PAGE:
I’m always thinking of ways to activate the physical aspect of the work, be it through texture, transparency or scale. Even though the layers of content tend to flatten out, having evidence of different moments on the canvas gives the work a certain sense of tri-dimensionality.
How do you know when one of your works is finished?
I don’t! I feel I need to stop working when there’s already enough in them to carry on beyond my studio. I think the afterlife of a piece meeting new contexts and different audiences is as important as actual work I put into them. At some point I just have to let go.
You’re curious about the elements in your work beyond your control, such as the emotional response from viewers.
Artwork truly comes to life when reflected upon. It’s kind of like the sound of a tree falling in the forest. I try to leave breadcrumbs and easter eggs all around the work for people to latch on to, and “own” a bit of the work each time they do. Now they have their own little secret, their own little moment that I’m never going to be a part of. I love that.
After living in Bogotá, London, and Barcelona, what drew you to Madrid?
We needed a change of scenery. We were never bound to any one place, and started getting drawn by Madrid’s growing vibrant cultural scene. It feels like untapped territory for many new projects and ideas, and a renewed identity for the city. We keep finding ourselves discovering new shops, restaurants, galleries, and makers that are all so eager to create new stuff, to engage from a place of tradition many times, but ready to bring it to the next level.
The city has this charm of feeling very elegant and cosmopolitan while at the same time remaining walkable and intimate. It’s easy to find your way around and find your own crowd and corners. I was lucky enough to find a studio space in the Justicia district, a hotspot for new projects that’s always bursting with creativity right in the heart of the city.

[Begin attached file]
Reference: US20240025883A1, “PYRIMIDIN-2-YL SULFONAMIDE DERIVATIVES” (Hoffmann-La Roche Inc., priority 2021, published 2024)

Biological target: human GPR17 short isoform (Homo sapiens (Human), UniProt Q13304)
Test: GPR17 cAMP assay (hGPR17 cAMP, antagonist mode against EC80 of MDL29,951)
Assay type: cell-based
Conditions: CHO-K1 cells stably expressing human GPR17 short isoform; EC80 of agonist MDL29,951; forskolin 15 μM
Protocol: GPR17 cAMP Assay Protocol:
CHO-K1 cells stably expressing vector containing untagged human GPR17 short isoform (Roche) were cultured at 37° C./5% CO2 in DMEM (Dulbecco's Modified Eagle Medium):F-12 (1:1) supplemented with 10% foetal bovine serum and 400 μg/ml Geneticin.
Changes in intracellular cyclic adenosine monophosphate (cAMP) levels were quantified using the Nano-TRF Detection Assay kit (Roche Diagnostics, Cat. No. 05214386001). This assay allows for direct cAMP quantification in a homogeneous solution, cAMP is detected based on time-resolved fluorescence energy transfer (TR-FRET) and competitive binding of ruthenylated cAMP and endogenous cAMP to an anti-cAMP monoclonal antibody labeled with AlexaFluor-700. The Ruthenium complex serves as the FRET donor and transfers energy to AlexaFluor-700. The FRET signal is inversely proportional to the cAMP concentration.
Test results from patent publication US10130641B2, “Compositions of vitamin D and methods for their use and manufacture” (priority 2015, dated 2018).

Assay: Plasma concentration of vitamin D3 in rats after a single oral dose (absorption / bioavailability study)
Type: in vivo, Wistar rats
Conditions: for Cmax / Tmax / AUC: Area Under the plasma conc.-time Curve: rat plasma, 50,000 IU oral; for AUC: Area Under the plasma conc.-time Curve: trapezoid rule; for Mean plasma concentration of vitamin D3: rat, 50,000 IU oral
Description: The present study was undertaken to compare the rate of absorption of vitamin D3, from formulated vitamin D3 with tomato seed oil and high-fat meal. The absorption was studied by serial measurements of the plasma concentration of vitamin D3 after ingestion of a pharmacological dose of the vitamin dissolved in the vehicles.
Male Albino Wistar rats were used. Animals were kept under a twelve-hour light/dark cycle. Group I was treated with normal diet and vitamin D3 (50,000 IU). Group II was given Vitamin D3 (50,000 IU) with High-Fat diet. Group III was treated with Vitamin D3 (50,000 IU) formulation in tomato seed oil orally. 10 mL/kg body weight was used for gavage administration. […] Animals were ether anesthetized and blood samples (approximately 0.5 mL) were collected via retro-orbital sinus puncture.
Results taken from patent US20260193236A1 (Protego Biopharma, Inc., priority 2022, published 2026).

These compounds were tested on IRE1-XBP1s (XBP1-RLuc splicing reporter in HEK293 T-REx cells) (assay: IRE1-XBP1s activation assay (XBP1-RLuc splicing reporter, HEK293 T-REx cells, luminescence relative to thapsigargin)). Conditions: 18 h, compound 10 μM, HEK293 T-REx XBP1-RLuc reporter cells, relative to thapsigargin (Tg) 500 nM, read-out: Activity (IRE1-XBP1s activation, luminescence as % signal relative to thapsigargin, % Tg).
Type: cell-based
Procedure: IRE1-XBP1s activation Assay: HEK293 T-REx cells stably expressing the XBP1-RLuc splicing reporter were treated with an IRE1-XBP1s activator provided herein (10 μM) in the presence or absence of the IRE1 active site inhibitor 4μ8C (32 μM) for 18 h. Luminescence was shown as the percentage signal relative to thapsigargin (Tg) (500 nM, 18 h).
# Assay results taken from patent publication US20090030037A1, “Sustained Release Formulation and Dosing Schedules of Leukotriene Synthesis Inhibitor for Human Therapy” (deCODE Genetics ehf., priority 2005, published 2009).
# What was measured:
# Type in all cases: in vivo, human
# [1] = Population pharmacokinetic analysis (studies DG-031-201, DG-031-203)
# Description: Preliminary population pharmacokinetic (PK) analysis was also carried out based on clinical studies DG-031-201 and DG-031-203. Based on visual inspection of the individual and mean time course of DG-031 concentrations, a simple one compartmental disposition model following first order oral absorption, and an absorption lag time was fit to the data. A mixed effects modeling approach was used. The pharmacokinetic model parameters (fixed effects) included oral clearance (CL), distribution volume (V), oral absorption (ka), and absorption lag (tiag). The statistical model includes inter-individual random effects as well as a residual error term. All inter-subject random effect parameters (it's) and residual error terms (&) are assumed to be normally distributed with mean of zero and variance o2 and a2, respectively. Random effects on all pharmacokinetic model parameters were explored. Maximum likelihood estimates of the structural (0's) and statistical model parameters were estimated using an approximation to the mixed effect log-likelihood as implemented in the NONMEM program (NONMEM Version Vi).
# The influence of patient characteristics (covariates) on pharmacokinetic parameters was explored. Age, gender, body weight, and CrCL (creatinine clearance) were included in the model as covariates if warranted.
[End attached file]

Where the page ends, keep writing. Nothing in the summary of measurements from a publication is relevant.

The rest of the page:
How did you pass time during lockdown, and how have the past couple years of disruption shaped your outlook?
We had only just moved to Madrid, and at the height of the lockdown I had the blessing of getting in touch with Galerie Ground, who had only just launched as a gallery in Los Angeles and New York. Soon after, we started learning more about each other and challenging our ideas and output constantly, leading up to this moment opening “The Curse of Knowledge,” a first solo show in the U.S. for both of us.
Disruption, uncertainty, and loss of attachment have a big echo in this body of work. They nudged me in a direction I was probably flirting with for some time already. I was able to let myself go with more freedom, to find new languages in the least expected materials and ways of doing, and ultimately to stop trying to control the outcome, and be ready to accept how things turn out and move on. Paradoxically, this brought much more unity and coherence to my work, which is something that truly shows in the show.
You don’t like staying in the same place for too long. What are you itching to do next?
I’m certainly itching! I have this vision of a studio/house in the countryside outside of Lisbon. In the meantime there will be much more happening in the U.S., and L.A. is definitely calling.